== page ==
Avengers Standoff: Welcome to Pleasant Hill no. 1

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Avengers Standoff: Welcome to Pleasant Hill no. 1 (2016)
Nick Spencer, Mark Bagley, Scott Hanna, Paul Mounts

So the jury is still out on whether or not Bucky Barnes is currently a prisoner in Pleasant Hill, although the writing team definitely used that assumption to pull off a clever twist reveal at the end of the comic. He’s definitely a good candidate for the place, however, and if he is trapped there (and if he winds up on the side of the person tapped to lead the Pleasant Hill revolution) that will be super interesting. Bucky has a serious history with the character who was the main focus of this prelude comic, and they are due for a new dynamic.

There were lots of things to like with this crossover introduction.

I liked the Welcome to Night Vale nod. I liked the way Spencer transitioned smoothly between Bucky’s canonical role as The Man on the Wall and the role he’ll presumably fulfill in the aftermath of Standoff!* I liked that the breadcrumbs Spencer has been dropped during the last few months of Captain America: Sam Wilson have led to a very creepy candy house. And I liked the positioning of Maria Hill at the center of the conspiracy.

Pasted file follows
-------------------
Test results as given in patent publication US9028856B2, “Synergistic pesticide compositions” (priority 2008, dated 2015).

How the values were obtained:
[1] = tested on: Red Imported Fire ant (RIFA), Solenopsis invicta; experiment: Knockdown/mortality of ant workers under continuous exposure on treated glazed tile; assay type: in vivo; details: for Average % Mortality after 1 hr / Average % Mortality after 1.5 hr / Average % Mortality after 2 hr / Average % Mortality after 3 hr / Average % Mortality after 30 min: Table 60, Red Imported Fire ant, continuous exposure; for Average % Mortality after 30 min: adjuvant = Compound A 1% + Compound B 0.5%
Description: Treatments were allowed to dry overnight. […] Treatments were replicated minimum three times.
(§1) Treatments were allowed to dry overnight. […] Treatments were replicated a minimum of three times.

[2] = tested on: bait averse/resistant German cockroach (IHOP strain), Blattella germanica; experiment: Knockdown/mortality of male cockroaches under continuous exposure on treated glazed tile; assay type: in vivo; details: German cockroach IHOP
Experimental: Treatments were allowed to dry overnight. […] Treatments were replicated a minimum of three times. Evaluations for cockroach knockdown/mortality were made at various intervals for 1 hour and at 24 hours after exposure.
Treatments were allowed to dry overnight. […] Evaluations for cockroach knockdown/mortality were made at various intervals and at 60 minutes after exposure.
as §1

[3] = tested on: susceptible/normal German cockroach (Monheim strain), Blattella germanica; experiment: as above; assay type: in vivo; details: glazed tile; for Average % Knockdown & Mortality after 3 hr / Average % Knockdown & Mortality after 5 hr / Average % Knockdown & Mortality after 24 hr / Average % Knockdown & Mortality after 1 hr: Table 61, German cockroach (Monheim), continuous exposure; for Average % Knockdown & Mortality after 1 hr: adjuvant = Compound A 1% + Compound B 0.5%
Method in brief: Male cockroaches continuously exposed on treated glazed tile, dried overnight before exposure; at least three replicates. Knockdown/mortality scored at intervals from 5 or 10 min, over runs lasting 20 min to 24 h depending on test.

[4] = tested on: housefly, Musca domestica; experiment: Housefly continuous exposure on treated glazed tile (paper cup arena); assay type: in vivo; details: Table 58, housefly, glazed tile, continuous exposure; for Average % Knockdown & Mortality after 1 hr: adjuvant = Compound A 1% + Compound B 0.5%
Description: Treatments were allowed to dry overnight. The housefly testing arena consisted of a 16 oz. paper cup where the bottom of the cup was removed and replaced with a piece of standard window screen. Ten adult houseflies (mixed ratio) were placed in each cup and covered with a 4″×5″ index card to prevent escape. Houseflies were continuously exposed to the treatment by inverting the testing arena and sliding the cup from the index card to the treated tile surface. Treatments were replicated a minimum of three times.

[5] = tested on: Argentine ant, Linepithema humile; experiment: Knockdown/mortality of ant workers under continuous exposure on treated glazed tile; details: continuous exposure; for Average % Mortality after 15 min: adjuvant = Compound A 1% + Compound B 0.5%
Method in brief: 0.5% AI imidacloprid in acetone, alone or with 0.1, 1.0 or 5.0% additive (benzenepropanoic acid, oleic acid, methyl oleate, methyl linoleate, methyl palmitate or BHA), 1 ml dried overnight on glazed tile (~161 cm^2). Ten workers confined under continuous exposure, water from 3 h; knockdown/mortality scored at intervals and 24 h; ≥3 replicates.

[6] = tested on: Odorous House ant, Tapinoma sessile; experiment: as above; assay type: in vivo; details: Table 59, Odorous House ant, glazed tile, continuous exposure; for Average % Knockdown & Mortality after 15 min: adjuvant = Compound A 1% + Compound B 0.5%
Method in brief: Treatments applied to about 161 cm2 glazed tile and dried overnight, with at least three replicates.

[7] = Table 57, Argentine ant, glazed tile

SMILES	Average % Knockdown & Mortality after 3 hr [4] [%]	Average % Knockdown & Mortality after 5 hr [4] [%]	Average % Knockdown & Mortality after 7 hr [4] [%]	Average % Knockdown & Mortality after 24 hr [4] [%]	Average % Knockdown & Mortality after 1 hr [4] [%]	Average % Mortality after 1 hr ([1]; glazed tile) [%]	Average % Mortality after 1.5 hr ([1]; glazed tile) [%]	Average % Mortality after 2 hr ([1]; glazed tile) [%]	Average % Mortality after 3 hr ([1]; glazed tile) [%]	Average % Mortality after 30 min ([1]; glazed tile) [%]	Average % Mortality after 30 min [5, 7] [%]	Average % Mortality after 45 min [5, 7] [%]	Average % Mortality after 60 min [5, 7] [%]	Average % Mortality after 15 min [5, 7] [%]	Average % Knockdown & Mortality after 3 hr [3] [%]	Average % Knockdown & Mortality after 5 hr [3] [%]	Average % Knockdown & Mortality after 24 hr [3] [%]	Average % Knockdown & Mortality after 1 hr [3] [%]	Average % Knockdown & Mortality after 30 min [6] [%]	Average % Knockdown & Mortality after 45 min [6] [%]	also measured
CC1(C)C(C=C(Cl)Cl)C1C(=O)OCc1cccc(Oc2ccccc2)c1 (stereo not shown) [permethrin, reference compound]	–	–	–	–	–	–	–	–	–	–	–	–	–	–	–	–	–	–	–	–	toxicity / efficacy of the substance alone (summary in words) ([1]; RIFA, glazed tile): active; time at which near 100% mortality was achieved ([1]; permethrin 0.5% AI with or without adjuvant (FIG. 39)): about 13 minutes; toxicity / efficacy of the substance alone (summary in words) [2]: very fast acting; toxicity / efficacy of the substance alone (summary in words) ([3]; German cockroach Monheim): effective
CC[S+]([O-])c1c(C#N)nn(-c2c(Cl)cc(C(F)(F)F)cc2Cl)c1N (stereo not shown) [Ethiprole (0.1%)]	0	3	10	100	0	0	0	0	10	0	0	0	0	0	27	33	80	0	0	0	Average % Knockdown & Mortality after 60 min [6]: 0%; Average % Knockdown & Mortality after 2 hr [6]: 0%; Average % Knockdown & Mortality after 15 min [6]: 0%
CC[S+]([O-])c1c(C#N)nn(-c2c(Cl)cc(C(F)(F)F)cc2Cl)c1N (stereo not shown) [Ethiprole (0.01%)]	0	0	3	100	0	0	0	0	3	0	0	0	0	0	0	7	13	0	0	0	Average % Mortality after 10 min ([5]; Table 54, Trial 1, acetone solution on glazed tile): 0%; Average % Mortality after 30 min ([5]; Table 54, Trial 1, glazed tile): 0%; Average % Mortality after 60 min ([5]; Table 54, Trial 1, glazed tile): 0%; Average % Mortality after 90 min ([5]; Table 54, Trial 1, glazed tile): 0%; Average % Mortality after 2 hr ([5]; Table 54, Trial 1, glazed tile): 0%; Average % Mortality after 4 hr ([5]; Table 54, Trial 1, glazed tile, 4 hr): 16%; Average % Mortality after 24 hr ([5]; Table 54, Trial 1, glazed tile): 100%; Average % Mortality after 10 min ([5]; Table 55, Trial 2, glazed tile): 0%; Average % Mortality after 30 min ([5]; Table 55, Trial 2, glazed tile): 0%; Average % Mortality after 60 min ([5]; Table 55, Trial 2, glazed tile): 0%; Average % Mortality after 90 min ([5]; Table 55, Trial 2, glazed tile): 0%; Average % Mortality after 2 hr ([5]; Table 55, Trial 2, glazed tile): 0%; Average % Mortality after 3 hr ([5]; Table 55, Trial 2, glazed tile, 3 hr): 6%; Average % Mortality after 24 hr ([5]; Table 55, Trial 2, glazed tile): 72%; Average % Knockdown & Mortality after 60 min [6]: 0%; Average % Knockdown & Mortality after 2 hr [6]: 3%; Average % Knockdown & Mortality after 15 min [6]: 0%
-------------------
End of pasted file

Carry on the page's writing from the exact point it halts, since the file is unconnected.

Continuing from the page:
I’m a pretty big fan of the Amanda Waller-vibe that Maria Hill has got going on in this post-Secret Wars world. She’s always been a morally grey character of questionable ethics (and I love that about her), and we’ve seen this aspect of her personality before: in her approach to the enforcement of the Superhuman Registration Act, in her management of the Secret Avengers, and in her hard-line dealings with the X-Men. I’m glad to see this side of Hill coming to the fore and being taken to its logical conclusion. Between this series and the upcoming Civil War II, the writers at Marvel seem to be gearing up to explore some very interesting questions about the rights and responsibilities of governmental authority and the line between heroics and villainy (always a favorite topic of mine). I’m looking forward to the next chapter.

 


* Unlike some (many?) people, I really liked Ales Kot’s run on Bucky Barnes: The Winter Soldier (and one day I’ll write an essay explaining why). Kot took a new approach to the character that added some incredible nuances, and I really hope that Marvel doesn’t retcon the BB:TWS story line because I think the push and pull between the Bucky who came to know peace and the Bucky who’s been pulled back into conflict could provide a lot of fodder for some great character development over the course of the new Thunderbolts and Captain America: Steve Rogers series.

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